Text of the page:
With all of that sorted out, I primed the model. For this one, I used a 50/50 mix of Badger’s Stynylrez Gray and White. I wanted to see if a lighter gray primer color photographed better. Given that my photography skills are a bit… nonexistent… I can’t say that the test yielded any results worth noting. The photos look like a middle-aged man who can only use his camera phone took photos of his plastic toy. I suppose they’ll do, though. 🙂
So About The Memory…?
It was sitting in front of that window through the storm, building the Stormhawk, that stirred up the memory of getting sick at school, oddly enough.
My dad drove me home from school, and upon arrival my mom was ready to make sure I was properly cared for. She had thermometer in one hand (thankfully the kind you hold in your mouth 😉 ), and a bucket in the other. Getting me straight into my pajamas – Batman pajamas, to be specific – she tucked me into the bed, and shoved the thermometer into my mouth. Her brow furrowed as she read it – 102 degrees. Her concern was raised another level when I started throwing up into the strategically placed bucket.
I ended up being quite sick, resulting in a trip to the hospital for evaluation and IV bags of fluid, more thermometer checks (from both ends, this time, to my surprise), and generally being quite miserable. After missing nearly two weeks of school, my classmates even began sending cards wishing me “get well”, “feel better”, and “can I have your pencils if you die?” That kind of concern is what friends are there for, right?
And the whole time I was sick, laying in my bed, I was staring out the window of my bedroom. In front of that window was my modeling desk, with paints and brushes and a half completed model, the maker and type now escaping me. Each day as the light began to come through that window, I hoped I’d feel well enough to be able to work on it. That hope, and my mom’s constant supply of lime Gatorade and ice slushees, served to me lovingly by hand from a spoon, kept me going.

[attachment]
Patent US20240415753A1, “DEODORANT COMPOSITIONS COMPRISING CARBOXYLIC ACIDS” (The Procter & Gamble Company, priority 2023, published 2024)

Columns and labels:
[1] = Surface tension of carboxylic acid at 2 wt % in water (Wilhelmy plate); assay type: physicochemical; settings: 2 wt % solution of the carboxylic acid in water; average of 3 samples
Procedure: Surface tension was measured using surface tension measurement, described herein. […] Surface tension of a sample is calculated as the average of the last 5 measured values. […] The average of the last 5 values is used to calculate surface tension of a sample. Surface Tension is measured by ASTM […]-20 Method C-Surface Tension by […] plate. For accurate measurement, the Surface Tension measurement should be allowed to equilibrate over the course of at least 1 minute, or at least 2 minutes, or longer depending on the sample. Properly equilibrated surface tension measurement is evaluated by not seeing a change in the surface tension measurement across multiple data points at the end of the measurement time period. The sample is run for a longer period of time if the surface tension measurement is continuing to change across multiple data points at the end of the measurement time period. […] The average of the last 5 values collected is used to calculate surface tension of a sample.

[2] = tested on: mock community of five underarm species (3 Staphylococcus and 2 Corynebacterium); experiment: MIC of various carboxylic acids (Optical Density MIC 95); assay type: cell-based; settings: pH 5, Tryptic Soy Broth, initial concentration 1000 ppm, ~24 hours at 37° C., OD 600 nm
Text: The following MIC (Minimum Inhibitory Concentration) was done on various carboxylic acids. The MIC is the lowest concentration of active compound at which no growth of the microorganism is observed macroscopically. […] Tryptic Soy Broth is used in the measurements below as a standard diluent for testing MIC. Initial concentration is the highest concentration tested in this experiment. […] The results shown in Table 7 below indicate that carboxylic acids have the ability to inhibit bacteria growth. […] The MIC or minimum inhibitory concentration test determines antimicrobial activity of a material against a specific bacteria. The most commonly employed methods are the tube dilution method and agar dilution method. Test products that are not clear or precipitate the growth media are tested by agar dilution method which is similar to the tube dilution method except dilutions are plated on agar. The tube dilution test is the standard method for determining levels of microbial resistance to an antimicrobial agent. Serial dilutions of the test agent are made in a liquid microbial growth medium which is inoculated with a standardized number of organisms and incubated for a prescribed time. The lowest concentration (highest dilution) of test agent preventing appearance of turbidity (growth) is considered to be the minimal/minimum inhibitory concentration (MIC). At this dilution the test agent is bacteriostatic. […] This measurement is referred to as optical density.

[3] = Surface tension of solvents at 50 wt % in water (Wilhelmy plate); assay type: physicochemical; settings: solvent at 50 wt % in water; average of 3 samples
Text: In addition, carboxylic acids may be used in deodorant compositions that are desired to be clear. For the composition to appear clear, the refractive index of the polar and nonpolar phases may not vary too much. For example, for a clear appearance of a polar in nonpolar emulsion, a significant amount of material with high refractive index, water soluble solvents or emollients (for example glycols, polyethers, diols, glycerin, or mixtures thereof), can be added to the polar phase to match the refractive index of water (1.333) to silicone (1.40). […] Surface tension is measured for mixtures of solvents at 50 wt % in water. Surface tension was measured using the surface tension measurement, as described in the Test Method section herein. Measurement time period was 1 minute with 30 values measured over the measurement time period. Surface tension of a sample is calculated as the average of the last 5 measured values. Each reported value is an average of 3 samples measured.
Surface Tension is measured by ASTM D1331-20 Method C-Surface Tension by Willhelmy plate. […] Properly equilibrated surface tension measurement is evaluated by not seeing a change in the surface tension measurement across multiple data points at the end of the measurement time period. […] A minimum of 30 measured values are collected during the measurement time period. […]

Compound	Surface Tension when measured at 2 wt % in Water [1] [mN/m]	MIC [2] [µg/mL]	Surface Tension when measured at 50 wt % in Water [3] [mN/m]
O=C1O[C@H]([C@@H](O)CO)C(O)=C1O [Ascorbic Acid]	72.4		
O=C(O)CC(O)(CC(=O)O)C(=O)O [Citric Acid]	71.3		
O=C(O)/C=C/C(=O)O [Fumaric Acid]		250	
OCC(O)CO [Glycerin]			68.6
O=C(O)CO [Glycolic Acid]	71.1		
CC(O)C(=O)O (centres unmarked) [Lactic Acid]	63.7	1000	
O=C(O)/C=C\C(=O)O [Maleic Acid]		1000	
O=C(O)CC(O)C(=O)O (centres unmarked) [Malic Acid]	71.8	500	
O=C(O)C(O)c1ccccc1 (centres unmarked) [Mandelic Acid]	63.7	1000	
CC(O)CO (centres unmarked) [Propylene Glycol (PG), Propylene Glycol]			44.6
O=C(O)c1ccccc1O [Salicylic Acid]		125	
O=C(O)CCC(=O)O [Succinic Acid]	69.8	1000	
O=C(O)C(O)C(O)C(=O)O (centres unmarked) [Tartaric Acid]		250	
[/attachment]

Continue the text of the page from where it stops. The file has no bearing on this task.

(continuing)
Though that incident had been long filed away in the recesses of my mind, sitting there at that table, in front of that window, as I sat out the hurricane, it all came flooding back for some reason.
I suppose that the point of all of this is not so much about the Stormhawk, as much as I am enjoying it. Rather, it is another reminder of a big reason why I still build models, though I am now in my 50s. It puts me in touch with my childhood, almost as if it were a time machine. For a brief bit of time each day, I am magically transported back to those yonder times when the toughest thing I faced was which friend’s house to visit that day, or what tree to climb, or how long it would be before the flu passed. It was a time when life was mostly fun.
Days I do sorely miss.
And it reinforces the simple rule that governs my modeling…
If you’re not having fun, you’re doing it wrong.
Pick a simple model, build it, and remember the fun days. It’s good for what ails you, in any storm.